How you can successfully begin digital play based learning in preschool?

By Michael Hilkemeijer


Case studies can show that ICT can be used to support aspects of learning including language development and mathematical thinking, and can also provide unique opportunities for scaffolding and supporting learning for children with special learning needs, and children from diverse cultural or language backgrounds.


What is clear from the case studies that I have come across is that young children incorporate digital technologies into their play experiences naturally based on what they see in their lives around them. It is exactly the same with traditional resources.



Constructionism is about constructing children’s knowledge in the process of internally motivated construction of something relevant to the child and for the people around them.


Good examples of this occurring in the early childhood learning environment are through the use of LEGO bricks or by a process of movement with a programmable toy or a program of action.


A program that combines these three options is the LEGO WeDo.


LEGO WeDo and Construction knowledge

In a report to UNESCO, Kalas (2010) made references to a case study pertaining to its use:


The WeDo activity starts with learning how to assemble a WeDo Robot from parts (‘Lego bricks‘ including a microprocessor, motors, etc.). The learning material is presented to a child as a computer movie (but exists also as a printed matter).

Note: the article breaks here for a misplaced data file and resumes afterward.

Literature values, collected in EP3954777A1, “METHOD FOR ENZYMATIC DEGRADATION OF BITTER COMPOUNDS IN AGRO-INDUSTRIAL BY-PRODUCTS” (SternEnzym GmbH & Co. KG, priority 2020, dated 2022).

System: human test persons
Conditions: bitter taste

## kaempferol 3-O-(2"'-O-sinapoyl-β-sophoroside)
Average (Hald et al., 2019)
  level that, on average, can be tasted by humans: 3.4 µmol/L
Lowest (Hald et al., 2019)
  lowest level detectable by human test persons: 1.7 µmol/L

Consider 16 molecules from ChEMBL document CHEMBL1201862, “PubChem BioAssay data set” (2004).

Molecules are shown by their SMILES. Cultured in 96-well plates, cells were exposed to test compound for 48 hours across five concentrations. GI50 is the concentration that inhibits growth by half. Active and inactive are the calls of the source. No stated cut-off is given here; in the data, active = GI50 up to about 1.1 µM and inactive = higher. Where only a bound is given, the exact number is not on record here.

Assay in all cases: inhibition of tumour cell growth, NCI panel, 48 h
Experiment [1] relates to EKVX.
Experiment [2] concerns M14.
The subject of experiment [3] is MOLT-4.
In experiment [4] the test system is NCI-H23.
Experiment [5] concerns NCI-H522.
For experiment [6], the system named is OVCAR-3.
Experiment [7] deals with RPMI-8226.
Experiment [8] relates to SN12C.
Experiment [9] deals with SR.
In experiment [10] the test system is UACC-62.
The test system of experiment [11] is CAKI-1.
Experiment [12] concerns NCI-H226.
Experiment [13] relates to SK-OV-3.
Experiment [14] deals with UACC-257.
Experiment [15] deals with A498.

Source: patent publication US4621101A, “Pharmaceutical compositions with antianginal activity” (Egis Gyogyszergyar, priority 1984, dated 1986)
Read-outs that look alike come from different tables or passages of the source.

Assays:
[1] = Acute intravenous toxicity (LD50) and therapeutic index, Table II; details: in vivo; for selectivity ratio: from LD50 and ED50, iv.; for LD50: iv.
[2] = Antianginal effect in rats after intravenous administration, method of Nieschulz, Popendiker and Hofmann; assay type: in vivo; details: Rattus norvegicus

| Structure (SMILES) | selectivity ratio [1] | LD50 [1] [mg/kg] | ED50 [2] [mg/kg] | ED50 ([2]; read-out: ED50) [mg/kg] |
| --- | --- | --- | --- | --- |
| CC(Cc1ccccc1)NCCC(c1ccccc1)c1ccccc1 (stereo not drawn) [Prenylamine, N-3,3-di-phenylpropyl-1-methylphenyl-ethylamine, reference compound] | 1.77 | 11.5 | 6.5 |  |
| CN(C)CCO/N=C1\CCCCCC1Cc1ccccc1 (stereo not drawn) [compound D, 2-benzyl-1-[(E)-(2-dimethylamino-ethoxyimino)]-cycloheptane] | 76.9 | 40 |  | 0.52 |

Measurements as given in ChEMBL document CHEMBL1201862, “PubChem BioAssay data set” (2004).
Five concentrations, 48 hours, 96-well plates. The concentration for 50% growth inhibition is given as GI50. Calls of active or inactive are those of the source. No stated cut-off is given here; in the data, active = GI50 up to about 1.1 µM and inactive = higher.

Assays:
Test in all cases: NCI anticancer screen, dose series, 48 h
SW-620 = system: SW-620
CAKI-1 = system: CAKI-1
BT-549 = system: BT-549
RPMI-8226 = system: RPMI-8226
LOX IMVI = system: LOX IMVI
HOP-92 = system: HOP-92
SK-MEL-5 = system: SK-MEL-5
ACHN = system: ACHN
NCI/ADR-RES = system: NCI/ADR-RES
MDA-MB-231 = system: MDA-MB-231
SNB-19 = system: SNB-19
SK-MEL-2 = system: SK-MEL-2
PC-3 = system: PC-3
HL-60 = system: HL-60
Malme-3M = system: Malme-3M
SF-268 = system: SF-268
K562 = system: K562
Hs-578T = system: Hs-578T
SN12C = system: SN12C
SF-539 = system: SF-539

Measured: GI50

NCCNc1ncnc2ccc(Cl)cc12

So, here the computer teaches the child.


At the same time, the task for a child is the opposite: to “teach” the robot to do something, for example, play soccer (football). The constructed model is wired to the computer. The ‘teaching‘(programming) occurs at a computer screen.


The icons there represent actions of motors and whistles, etc. The child tries different icons and sees what the robot is doing. Then the child constructs the plan of action (and in the more complex cases – interaction). This context is more abstract than direct work with programmable toys, so, to help young programmers, the teacher can first try to realize commands in physical activity of children.


In the process of construction, a child reflects on his/her own actions (as being the robot) and discusses this with the teacher.


To make a crocodile that closes the mouth when a hand is put on it, the child should use sensors and represent cause-effect relation in sequence of iconic commands. It needs a new type of reasoning ‘what if’, to program this interaction.


General doing and thinking strategies can be exercised in the activity and can be a basis for transfer and generalization later.


These strategies include top-down (divide-and conquer) analysis of the task and assembling the program from parts.


The child should certainly follow the trial-and-failure procedure and not to be afraid of failures.


The critical factor of success is social interaction between participants, discussion with teacher, presenting results, including ‘how I decided to …’, etc., as well as the original motivating context of soccer championship, visiting the Zoo, etc., playing with constructed models, and including them into the context.


The minimal time, needed for the WeDo module can be 3 play-lessons of 30-60 minutes each. Every lesson includes short explanations of teacher, several group discussions, individual and group work.



Today, the literature and research relating to the use of ICT in early childhood education is filled with case studies that clearly show how effective the use of ICT in preschool and kindergarten can be. The process of integrating digital play based learning in preschool can start with just one device such as a computer software and learning how to maximise its full potential for learning.


Like LEGO WeDo, there are many other examples out and I will continue to bring them your way so that you can be inspired by them to try it yourself.